Waardenburg syndrome

Common Name(s)

Waardenburg syndrome

Waardenburg syndrome is a group of genetic conditions that can cause hearing loss and changes in coloring (pigmentation) of the hair, skin, and eyes. The four known types of Waardenburg syndrome are distinguished by their physical characteristics and sometimes by their genetic cause.

Waardenburg syndrome type 1 and type 2 have very similar features, although people with type 1 almost always have eyes that appear widely spaced and people with type 2 do not. In addition, hearing loss occurs more often in people with type 2 than in those with type 1. Waardenburg syndrome type 3 (sometimes called Klein-Waardenburg syndrome) includes abnormalities of the upper limbs in addition to hearing loss and changes in pigmentation. Waardenburg syndrome type 4 (also known as Waardenburg-Shah syndrome) has signs and symptoms of both Waardenburg syndrome and Hirschsprung disease, an intestinal disorder that causes severe constipation or blockage of the intestine.

 

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Advocacy and Support Organizations

 

Condition Specific Organizations

Following organizations serve the condition "Waardenburg syndrome" for support, advocacy or research.

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General Support Organizations

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Scientific Literature

Articles from the PubMed Database

Research articles describe the outcome of a single study. They are the published results of original research.
The terms "Waardenburg syndrome" returned 69 free, full-text research articles on human participants. First 3 results:

Waardenburg Syndrome: An Unusual Indication of Cochlear Implantation Experienced in 11 Patients.
 

Author(s): Feda Bayrak, Tolgahan Çatlı, Görkem Atsal, Taşkın Tokat, Levent Olgun

Journal: J Int Adv Otol. 2017 Aug;13(2):230-232.

 

The aim of this study was to present the surgical findings of children with Waardenburg syndrome (WS) and investigate speech development after cochlear implantation in this unique group of patients.

Last Updated: 31 Dec 1969

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Multiple hyperpigmented patches in Waardenburg syndrome type 1: An unusual presentation.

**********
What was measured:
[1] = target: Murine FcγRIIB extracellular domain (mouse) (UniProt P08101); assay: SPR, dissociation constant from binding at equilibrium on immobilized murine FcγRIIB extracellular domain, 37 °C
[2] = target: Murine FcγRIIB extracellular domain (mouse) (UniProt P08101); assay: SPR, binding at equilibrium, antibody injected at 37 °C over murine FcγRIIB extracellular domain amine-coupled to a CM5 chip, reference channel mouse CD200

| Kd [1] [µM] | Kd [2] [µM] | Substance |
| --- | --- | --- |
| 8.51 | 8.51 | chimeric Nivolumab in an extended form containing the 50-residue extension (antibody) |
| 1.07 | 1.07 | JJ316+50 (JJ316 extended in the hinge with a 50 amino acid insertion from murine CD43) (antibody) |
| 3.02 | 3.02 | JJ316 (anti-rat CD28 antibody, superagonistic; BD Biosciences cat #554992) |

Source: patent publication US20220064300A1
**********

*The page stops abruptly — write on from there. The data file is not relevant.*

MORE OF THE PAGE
Author(s): Manjaree Morgaonkar, Savera Gupta, Kapil Vyas, Suresh Kumar Jain

Journal: Indian J Dermatol Venereol Leprol. ;82(6):711-713.

 

Last Updated: 31 Dec 1969

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The Hearing Outcomes of Cochlear Implantation in Waardenburg Syndrome.
 

Author(s): Hajime Koyama, Akinori Kashio, Aki Sakata, Katsuhiro Tsutsumiuchi, Yu Matsumoto, Shotaro Karino, Akinobu Kakigi, Shinichi Iwasaki, Tatsuya Yamasoba

Journal: Biomed Res Int. 2016 ;2016():2854736.

 

Objectives. This study aimed to determine the feasibility of cochlear implantation for sensorineural hearing loss in patients with Waardenburg syndrome. Method. A retrospective chart review was performed on patients who underwent cochlear implantation at the University of Tokyo Hospital. ...

Last Updated: 31 Dec 1969

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Reviews from the PubMed Database

Review articles summarize what is currently known about a disease. They discuss research previously published by others.
The terms "Waardenburg syndrome" returned 5 free, full-text review articles on human participants. First 3 results:

Review and update of mutations causing Waardenburg syndrome.
 

Author(s): Véronique Pingault, Dorothée Ente, Florence Dastot-Le Moal, Michel Goossens, Sandrine Marlin, Nadège Bondurand

Journal: Hum. Mutat.. 2010 Apr;31(4):391-406.

 

Waardenburg syndrome (WS) is characterized by the association of pigmentation abnormalities, including depigmented patches of the skin and hair, vivid blue eyes or heterochromia irides, and sensorineural hearing loss. However, other features such as dystopia canthorum, musculoskeletal ...

Last Updated: 31 Dec 1969

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Waardenburg syndrome.
 

Author(s): A P Read, V E Newton

Journal: J. Med. Genet.. 1997 Aug;34(8):656-65.

 

Auditory-pigmentary syndromes are caused by physical absence of melanocytes from the skin, hair, eyes, or the stria vascularis of the cochlea. Dominantly inherited examples with patchy depigmentation are usually labelled Waardenburg syndrome (WS). Type I WS, characterised by dystopia ...

Last Updated: 31 Dec 1969

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The incidence of deafness is non-randomly distributed among families segregating for Waardenburg syndrome type 1 (WS1).
 

Author(s): R Morell, T B Friedman, J H Asher, L G Robbins

Journal: J. Med. Genet.. 1997 Jun;34(6):447-52.

 

Waardenburg syndrome (WS) is caused by autosomal dominant mutations, and is characterised by pigmentary anomalies and various defects of neural crest derived tissues. It accounts for over 2% of congenital deafness. WS shows high variability in expressivity within families and differences ...

Last Updated: 31 Dec 1969

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Clinical Trial Information This information is provided by ClinicalTrials.gov

There are currently no open clinical trials for this condition.